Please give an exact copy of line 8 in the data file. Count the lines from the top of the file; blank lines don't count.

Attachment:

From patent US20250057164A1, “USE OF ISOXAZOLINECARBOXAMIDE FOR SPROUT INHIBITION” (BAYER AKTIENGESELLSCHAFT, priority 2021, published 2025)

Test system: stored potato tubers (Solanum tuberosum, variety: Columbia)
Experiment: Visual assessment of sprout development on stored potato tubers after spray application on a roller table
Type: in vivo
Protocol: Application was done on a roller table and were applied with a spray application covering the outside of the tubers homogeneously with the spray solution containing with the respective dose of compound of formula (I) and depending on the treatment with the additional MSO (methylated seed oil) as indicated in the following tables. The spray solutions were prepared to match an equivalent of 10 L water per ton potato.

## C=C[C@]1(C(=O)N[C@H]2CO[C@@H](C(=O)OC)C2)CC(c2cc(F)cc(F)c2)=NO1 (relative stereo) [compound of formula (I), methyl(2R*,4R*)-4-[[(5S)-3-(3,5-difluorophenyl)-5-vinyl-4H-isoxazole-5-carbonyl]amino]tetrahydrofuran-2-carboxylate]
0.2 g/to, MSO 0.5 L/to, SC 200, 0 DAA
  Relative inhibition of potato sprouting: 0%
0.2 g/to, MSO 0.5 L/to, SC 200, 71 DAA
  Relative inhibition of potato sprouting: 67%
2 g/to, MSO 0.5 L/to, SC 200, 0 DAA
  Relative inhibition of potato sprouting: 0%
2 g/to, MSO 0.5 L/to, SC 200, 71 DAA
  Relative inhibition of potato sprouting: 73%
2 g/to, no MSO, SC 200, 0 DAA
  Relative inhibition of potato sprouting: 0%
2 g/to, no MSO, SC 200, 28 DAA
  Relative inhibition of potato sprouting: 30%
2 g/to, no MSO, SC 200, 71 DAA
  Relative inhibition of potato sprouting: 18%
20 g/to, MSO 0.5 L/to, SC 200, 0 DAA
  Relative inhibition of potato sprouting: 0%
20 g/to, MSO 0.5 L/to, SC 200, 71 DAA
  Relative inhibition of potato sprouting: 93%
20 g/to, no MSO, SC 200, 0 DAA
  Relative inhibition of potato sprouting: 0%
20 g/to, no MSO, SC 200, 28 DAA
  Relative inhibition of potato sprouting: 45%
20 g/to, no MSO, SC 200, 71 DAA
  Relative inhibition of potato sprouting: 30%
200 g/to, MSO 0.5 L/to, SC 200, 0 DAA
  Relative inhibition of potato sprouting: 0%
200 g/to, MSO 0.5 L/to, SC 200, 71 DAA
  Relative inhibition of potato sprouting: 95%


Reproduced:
  Relative inhibition of potato sprouting: 0%